West Africa is fertile ground for minigrid developments but companies must co-operate to broaden energy access successfully.
Demand is outstripping supply. SimpliPhi Power has recently announced a plan to participate in such a project in Cameroon, alongside Renewable Energy Innovators (REI) Cameroon.
California-based SimpliPhi set out an agreement in late March, with support from the US Trade and Development Agency (USTDA).
REI has built seven minigrids and can do so profitably. Working with USTDA will allow the two companies to scale up their aspirations. SimpliPhi gains support for its access plans while REI can provide more systems to more people.
Under the first part of the plan, REI and SimpliPhi will provide minigrids for up to 134 villages, the US company’s director of sustainable business development Jesse Gerstin told Energy Voice. The next part will see the plan grow to 760 villages, with the aim of reaching this by 2029.
SimpliPhi’s first step is to carry out a study on where those first minigrids should be built. USTDA is providing funds for the feasibility study, under its mission to increase US export potential and grow domestic industry. REI will own and operate the minigrids.
Electrification rates in rural Cameroon are low. What electricity there is tends to come from diesel generators.
The government is focusing its plans to extend the grid on easier to target populations. Rural areas are harder to serve, requiring much more infrastructure spending and helping only a smaller number of people.
“The value proposition for a village is pretty strong. The challenge is keeping up with demand,” said the SimpliPhi director. “Demand for electricity far outstrips what REI can supply.” There is substantial scope for growth, with around 11,000 villages lacking power.
The solar and battery minigrids are cheaper and more reliable than diesel generators, Gerstin said, and operate at a larger scale.
“Battery manufacturing is what we do. We’ve figured that part out,” Gerstin said. The company began by providing batteries for US military needs in remote parts of Afghanistan and Iraq.
“We have the experience in providing solutions that can be deployed, and operate continuously, in tough conditions,” he said. “We’re only able to do this because we have REI as a partner. This is their life, we’re supporting them.”
More of a challenge is a lack of predecessors offering minigrids in Cameroon. “There’s not much clarity around regulations,” Gerstin continued. SimpliPhi has a role in both understanding local requirements but also helping local regulators grapple with some of the issues raised by minigrids.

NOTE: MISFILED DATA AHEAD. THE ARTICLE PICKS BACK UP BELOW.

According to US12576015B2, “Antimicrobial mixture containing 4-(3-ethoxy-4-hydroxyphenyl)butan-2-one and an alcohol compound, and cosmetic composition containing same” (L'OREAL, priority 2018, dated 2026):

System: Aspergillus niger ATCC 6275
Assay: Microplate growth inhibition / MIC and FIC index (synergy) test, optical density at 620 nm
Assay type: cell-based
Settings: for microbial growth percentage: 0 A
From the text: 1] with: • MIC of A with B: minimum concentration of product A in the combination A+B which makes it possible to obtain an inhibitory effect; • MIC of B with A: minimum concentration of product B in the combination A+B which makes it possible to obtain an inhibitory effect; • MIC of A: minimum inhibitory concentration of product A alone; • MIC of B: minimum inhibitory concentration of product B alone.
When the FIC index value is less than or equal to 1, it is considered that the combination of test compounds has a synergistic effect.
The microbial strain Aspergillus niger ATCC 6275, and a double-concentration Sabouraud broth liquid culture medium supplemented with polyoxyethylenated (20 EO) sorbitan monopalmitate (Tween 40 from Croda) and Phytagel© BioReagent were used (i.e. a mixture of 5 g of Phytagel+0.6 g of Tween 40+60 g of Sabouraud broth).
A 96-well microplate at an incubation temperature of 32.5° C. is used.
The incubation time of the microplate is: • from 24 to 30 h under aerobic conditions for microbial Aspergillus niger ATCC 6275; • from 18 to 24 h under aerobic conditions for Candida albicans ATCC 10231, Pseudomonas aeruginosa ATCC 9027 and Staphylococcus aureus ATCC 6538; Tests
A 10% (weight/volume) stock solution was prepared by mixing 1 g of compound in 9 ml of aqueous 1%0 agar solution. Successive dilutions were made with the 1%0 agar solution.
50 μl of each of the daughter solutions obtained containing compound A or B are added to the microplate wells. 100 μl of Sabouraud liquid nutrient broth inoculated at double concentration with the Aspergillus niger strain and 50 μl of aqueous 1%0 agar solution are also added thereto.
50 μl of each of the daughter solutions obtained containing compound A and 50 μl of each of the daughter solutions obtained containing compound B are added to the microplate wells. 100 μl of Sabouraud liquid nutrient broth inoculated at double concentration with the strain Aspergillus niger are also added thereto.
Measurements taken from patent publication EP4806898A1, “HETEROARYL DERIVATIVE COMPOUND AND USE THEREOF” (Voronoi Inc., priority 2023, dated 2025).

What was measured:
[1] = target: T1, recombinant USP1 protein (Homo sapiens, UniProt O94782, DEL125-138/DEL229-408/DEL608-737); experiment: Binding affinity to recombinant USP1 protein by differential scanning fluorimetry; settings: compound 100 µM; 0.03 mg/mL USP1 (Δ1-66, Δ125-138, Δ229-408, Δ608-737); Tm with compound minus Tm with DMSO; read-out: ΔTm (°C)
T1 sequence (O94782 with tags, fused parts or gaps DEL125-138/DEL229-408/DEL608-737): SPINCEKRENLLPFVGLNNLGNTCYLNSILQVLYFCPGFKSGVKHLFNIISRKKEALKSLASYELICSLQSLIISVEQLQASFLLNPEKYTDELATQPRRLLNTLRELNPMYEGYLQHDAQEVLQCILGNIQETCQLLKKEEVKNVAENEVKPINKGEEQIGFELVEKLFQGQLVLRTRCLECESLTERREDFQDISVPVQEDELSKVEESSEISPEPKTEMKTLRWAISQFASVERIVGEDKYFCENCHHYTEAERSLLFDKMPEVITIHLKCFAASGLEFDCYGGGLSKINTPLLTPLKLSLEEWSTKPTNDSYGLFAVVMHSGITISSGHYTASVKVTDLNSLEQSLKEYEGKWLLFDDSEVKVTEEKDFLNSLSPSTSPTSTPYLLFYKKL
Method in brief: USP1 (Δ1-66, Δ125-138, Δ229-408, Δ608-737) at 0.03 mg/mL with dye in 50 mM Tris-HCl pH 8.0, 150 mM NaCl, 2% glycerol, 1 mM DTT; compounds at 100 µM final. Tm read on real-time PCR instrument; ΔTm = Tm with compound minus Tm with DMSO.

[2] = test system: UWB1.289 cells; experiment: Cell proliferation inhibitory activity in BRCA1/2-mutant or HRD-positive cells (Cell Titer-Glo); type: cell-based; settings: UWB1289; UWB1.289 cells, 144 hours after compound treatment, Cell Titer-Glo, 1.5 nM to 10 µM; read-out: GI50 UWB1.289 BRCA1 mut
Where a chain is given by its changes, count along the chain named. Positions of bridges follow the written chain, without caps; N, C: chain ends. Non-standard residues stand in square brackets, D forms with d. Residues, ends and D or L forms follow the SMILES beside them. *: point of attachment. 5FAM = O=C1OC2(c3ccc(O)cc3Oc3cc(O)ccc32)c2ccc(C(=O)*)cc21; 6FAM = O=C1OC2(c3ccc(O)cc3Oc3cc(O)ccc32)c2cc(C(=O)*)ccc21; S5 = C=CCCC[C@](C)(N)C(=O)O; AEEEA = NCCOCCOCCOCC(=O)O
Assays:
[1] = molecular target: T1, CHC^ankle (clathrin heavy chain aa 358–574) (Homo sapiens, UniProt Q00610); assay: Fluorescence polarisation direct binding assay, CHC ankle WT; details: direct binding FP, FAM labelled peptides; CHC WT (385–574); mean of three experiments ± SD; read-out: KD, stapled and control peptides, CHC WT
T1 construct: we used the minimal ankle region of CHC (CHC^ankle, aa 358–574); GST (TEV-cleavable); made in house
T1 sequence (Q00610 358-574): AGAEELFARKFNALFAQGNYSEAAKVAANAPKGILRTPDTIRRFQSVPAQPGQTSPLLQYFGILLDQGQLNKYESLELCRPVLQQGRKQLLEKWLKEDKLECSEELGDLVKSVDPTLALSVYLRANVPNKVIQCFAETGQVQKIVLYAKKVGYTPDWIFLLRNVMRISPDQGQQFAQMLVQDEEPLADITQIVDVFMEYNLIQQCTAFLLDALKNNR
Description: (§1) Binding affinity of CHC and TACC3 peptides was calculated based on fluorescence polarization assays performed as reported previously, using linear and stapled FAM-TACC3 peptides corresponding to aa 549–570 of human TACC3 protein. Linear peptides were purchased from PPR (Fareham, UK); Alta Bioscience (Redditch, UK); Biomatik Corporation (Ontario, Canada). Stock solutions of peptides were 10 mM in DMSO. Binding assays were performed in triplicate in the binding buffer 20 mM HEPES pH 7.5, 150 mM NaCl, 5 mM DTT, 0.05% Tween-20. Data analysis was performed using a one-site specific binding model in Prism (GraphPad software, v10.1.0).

The demand in Cameroon is high and “all situations are go”, Gerstin said. While the government is keen to expand the grid minigrids are able to move more swiftly. “Minigrids are needed to function in the interim.”
That said, part of the design for the minigrids allows a future grid hookup – should that become available.
Another challenge is around raising capital for expansion. “There are a number of funds with a focus on renewables and grant money available. But it’s really about tapping bigger sources, particularly debt. REI has proved this can work and is able to show its financial history.”
SimpliPhi has experience in Nigeria, where the market is several times larger and the minigrid market is more developed. “There are a number of developers in Nigeria who are building minigrids, it’s relatively competitive.”
The regulations in Nigeria are more advanced and SimpliPhi has carried out a number of projects there. “There have been a lot of lessons learned. We would like to see some of that competitiveness in Nigeria take off in Cameroon. Competition ends up with better systems.”
There is also a sense of a bigger purpose for the US company. “SimpliPhi is not just about growth in revenues and customers,” Gerstin said. “If we have a technology solution that is sustainable and better for communities, and the environmental and social perspective, then we should be doing that. We have something to contribute.”